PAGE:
It appears that Jonathan Lopez’s case has struck a nerve. Last night I was on The O’Reilly Factor, the L.A. Times has picked up the story, and yesterday it was even Drudged. Unfortunately — but unsurprisingly — some misinformation is already emerging (for a good sample, read the comments section to Eugene Volokh’s excellent post on the case).
First, it is critical to note that Jonathan’s speech was not a “speech against same-sex marriage” (as the L.A. Times described it); it was an informative speech about Jonathan’s faith, and the marriage section was merely a part of his discussion of his overall beliefs.
Second, the Bible verses that Jonathan quoted were not the controversial Old Testament “stoning” passages (as some of Professor Volokh’s commenters seem to assume) but were instead Romans 10:9 and Matthew 22:37-38, verses that don’t pertain to marriage or sexual morality at all. He did refer to Genesis 2:24 (“Therefore a man shall leave his father and his mother and hold fast to his wife, and they shall become one flesh.”) without quoting it.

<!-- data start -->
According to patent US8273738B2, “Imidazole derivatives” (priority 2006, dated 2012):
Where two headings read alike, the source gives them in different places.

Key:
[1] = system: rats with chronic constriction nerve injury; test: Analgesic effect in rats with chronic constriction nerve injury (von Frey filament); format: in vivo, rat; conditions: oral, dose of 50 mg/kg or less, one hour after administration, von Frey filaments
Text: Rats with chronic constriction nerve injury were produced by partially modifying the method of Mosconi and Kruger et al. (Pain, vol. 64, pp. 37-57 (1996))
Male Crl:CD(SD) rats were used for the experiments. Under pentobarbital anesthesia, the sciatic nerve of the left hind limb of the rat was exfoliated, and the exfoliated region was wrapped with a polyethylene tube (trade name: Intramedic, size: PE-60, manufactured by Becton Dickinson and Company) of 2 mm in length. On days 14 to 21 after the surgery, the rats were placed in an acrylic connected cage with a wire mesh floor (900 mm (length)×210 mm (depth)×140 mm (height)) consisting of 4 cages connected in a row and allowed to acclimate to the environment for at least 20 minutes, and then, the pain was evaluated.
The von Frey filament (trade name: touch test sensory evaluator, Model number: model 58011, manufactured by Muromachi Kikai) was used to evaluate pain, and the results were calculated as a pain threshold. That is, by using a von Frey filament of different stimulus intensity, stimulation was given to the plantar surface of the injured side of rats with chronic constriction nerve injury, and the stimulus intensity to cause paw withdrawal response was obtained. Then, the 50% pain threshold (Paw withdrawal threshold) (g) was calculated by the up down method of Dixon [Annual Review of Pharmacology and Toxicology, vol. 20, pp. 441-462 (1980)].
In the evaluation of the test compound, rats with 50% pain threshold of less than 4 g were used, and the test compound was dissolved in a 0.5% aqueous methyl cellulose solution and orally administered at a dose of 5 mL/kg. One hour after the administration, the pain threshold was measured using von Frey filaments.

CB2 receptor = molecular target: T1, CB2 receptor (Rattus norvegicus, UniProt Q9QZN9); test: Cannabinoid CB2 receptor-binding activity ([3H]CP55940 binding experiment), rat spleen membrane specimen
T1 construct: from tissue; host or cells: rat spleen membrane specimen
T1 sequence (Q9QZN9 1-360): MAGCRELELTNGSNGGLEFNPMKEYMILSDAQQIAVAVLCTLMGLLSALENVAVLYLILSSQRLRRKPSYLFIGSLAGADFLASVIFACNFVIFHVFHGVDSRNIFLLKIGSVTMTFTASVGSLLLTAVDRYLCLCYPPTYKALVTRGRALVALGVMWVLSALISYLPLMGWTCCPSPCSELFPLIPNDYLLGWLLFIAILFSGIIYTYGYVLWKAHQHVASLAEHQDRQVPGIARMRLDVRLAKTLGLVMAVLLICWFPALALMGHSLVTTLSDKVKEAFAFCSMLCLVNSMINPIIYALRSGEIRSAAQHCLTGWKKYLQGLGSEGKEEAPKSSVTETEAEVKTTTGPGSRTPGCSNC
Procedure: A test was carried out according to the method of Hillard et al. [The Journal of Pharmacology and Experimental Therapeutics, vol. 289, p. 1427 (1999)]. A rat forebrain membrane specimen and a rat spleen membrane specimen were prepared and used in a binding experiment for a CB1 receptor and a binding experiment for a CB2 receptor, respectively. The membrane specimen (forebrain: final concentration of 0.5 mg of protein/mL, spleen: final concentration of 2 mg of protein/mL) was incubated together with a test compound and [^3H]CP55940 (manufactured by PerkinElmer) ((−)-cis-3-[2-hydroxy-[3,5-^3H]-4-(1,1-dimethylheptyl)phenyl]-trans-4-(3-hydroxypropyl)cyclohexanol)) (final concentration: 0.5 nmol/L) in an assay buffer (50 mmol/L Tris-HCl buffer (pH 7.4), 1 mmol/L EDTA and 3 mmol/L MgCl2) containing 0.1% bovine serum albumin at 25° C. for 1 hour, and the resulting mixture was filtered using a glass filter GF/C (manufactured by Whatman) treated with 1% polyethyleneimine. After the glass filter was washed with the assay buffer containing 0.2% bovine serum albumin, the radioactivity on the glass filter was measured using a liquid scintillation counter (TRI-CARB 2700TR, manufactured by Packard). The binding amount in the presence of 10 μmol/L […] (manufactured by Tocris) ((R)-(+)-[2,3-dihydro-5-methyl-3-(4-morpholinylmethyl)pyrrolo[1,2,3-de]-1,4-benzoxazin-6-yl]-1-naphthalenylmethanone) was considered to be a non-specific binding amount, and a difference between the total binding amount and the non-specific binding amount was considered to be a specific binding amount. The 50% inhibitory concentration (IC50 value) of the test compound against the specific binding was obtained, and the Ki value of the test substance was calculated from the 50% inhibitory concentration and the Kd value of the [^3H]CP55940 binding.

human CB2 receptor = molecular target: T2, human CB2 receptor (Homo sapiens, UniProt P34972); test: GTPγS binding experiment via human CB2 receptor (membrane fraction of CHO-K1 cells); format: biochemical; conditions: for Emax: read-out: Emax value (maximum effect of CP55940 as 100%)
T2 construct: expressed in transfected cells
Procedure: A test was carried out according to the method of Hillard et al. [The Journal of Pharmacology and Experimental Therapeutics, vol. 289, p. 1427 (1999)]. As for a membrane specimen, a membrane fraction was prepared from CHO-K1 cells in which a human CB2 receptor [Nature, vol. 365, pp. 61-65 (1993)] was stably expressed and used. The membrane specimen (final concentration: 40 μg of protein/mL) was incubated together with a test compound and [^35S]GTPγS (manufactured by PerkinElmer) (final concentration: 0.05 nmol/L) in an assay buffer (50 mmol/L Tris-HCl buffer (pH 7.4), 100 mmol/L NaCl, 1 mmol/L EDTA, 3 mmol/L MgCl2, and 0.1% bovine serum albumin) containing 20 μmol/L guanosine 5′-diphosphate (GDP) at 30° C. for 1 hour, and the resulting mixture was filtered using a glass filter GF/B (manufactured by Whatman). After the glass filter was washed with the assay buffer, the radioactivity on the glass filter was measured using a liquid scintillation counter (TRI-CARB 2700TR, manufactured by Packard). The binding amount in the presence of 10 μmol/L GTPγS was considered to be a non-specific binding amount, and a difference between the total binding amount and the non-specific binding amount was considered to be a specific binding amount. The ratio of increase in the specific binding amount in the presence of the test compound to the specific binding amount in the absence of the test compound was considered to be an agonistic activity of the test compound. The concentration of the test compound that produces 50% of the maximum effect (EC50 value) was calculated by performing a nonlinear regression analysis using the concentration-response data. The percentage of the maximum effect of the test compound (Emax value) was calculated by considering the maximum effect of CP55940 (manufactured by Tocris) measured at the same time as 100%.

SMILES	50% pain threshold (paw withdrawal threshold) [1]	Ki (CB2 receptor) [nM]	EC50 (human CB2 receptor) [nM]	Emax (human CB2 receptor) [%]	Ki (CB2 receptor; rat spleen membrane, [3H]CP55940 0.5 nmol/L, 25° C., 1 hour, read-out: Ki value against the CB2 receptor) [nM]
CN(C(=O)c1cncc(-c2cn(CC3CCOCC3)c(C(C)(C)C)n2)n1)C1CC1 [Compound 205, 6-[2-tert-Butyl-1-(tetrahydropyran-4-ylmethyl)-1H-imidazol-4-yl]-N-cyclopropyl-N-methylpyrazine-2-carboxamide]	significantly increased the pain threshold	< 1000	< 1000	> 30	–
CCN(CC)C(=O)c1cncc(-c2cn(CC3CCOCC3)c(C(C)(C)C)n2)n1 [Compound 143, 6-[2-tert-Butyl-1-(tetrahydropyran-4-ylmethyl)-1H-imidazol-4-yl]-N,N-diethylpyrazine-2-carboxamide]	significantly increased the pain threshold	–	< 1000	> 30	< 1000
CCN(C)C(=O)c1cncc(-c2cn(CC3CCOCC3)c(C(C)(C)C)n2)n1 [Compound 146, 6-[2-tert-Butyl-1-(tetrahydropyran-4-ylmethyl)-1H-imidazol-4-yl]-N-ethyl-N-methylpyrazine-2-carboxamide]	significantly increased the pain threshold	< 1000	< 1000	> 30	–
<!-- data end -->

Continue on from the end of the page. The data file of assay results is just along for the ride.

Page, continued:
We don’t disagree with Professor Volokh when he says, “Professors doubtless have a vast degree of flexibility in grading students, even in viewpoint-based ways.” We would never argue otherwise (indeed, when I taught at Cornell Law School I would often require students to argue one side or the other of contentious cases). Yet this “vast degree of flexibility” does not extend to the professor’s actions in this case. Withholding grades, shutting down speeches, humiliating a student publicly, issuing expulsion threats . . . each of these things is troubling in its own right, and taken together they paint a quite damaging portrait of unlawful retaliation and censorship.
Further, we live in troubling times, when even the mention of marriage as the union of one man and one woman can be called “hateful propaganda” and raise the specter of speech code enforcement actions. The speech-code culture has taught too many students that they not only should be offended when they hear dissenting speech, but that dissenters should be punished. If Jonathan succeeds in his suit, students and professors may still get angry, but their anger will merely be part of the discussion and not a prelude to censorship.